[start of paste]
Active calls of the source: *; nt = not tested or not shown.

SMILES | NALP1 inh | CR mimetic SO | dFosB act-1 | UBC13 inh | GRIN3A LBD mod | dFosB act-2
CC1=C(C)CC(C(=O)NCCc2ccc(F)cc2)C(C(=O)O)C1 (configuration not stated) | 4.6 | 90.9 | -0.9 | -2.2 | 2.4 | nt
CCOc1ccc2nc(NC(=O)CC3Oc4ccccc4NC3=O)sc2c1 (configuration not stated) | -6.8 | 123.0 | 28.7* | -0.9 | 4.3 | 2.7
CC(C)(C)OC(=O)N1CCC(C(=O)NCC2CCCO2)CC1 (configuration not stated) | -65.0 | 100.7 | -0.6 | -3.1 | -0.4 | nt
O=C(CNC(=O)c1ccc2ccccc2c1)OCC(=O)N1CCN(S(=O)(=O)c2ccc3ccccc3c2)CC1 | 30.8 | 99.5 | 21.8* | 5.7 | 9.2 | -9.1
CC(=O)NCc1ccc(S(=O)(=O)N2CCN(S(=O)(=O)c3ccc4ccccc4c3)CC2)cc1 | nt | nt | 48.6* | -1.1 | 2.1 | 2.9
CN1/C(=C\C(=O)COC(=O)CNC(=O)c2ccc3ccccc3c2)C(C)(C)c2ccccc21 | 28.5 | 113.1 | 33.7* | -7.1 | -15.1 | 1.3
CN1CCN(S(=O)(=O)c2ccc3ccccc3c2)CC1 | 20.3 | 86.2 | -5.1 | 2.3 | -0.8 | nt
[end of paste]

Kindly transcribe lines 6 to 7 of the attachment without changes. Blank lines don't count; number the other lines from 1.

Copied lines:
O=C(CNC(=O)c1ccc2ccccc2c1)OCC(=O)N1CCN(S(=O)(=O)c2ccc3ccccc3c2)CC1 | 30.8 | 99.5 | 21.8* | 5.7 | 9.2 | -9.1
CC(=O)NCc1ccc(S(=O)(=O)N2CCN(S(=O)(=O)c3ccc4ccccc4c3)CC2)cc1 | nt | nt | 48.6* | -1.1 | 2.1 | 2.9